Today’s lessons were really moving borders. By combining what we worked on in the previous 3 days today I managed with both horses to get more collection than ever before. The combination of allowing more space with my outside hip, getting the shoulders placed exactly in front of the hips and the use of my lower legs and upper body resulted in half-halts that were super effective and got the shoulders of my horses free.
The idea of a half-halt is that the halt should go all the way trough the body of the horse into the hind legs and should result in bending the hind legs. This is only possible when a few requirements are met:
-The shoulders of the horse should be in alignment with the hips. Think of a garden hose with water running through. When there is a kink in the hose the water is blocked. When the garden hose is straight or has a nice fluent bending, the water can flow. It is the same with the energy generated by the hind legs. This must go fluently through the spine into the hand, only then can a halt be effective.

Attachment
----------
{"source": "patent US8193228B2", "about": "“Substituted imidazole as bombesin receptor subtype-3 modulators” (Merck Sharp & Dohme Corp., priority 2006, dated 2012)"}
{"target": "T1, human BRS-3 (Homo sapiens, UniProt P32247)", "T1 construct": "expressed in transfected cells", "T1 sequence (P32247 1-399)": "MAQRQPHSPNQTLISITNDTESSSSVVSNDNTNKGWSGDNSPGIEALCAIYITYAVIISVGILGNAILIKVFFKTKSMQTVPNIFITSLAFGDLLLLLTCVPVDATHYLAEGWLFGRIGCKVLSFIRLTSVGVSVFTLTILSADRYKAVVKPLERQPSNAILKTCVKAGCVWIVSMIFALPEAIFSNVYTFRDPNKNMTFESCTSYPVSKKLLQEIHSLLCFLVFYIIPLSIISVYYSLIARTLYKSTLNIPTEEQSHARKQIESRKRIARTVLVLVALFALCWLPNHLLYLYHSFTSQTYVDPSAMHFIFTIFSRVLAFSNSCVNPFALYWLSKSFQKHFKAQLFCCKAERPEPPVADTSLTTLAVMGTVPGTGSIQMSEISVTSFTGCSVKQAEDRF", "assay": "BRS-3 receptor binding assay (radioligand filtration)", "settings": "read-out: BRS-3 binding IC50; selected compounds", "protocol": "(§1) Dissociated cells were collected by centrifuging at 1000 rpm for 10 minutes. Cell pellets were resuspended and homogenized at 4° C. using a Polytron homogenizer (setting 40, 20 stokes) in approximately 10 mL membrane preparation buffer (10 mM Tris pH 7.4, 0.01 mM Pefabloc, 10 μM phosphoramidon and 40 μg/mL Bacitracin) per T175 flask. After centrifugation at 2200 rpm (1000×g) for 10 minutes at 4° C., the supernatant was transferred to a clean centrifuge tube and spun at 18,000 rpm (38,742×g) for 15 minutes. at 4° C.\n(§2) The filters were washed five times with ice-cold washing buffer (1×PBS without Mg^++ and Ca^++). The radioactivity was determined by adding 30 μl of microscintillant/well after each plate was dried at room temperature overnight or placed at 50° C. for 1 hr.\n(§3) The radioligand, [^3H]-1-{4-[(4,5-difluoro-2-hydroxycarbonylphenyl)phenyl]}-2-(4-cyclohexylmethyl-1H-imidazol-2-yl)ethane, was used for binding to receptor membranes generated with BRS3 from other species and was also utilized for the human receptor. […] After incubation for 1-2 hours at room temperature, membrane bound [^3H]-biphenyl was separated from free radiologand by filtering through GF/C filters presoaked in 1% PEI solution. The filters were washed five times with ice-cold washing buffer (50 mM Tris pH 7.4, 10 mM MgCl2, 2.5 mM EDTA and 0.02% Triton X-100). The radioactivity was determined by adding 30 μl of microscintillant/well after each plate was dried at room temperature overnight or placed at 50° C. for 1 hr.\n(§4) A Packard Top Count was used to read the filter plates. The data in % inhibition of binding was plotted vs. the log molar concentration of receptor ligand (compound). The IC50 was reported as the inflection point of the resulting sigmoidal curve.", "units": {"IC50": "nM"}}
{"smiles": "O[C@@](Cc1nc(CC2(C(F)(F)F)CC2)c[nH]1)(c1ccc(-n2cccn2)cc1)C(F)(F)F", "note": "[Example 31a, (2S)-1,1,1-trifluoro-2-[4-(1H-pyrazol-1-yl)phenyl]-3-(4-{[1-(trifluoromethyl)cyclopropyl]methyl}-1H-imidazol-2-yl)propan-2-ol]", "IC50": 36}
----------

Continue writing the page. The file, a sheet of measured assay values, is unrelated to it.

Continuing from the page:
-The seat of the rider should not hinder the movement of the spine of the horse. When the rider presses down the outside ribs he influences the rotation of the chest, blocking the energy.
-The half-halt should be given in the right timing with the right intensity and should be followed by a giving. It should not be held. The half-halt is given from the seat, with the hands to clarify the seat when the horse is not following the seat.